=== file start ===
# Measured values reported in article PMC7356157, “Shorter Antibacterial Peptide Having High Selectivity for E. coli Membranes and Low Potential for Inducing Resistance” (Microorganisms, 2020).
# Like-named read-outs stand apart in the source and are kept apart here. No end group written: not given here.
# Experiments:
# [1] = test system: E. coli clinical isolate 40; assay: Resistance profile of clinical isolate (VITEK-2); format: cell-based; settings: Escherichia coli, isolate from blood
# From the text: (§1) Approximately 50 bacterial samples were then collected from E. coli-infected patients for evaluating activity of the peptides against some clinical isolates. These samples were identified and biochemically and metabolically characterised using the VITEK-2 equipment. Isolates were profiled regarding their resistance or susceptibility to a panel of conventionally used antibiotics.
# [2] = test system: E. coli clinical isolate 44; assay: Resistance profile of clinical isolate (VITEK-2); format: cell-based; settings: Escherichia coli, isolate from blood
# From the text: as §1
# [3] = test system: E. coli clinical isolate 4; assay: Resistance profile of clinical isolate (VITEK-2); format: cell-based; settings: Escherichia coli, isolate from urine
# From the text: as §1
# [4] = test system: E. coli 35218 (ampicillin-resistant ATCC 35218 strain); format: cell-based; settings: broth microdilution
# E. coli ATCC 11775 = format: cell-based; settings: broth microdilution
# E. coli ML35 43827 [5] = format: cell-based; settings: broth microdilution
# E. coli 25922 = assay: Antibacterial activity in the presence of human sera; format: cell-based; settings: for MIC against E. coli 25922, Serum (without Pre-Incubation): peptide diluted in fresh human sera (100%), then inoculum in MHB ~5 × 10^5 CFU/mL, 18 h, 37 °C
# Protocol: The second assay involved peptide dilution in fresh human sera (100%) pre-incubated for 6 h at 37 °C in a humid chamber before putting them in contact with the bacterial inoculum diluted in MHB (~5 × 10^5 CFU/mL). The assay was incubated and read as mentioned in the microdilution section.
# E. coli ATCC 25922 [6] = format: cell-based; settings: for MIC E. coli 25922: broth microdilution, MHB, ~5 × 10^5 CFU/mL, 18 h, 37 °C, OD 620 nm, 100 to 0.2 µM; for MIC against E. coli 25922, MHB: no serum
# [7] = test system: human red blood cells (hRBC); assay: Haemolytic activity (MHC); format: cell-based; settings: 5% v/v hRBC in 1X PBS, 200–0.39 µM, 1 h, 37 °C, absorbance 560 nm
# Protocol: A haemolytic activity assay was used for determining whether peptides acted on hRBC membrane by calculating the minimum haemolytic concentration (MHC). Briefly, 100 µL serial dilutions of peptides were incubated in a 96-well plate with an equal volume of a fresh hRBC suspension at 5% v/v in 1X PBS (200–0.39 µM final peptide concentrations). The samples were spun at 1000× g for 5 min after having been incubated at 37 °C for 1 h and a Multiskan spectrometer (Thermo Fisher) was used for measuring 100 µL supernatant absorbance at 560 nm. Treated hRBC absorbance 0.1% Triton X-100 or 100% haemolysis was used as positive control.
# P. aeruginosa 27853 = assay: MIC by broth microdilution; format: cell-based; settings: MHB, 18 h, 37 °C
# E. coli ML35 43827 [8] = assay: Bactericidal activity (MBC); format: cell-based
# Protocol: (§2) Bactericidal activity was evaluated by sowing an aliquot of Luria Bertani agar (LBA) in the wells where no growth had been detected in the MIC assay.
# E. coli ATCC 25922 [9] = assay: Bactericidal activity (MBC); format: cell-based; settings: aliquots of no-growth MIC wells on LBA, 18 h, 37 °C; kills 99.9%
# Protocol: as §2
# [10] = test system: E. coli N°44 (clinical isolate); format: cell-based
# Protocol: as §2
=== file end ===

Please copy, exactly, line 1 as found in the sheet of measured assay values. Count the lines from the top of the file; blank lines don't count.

# Measured values reported in article PMC7356157, “Shorter Antibacterial Peptide Having High Selectivity for E. coli Membranes and Low Potential for Inducing Resistance” (Microorganisms, 2020).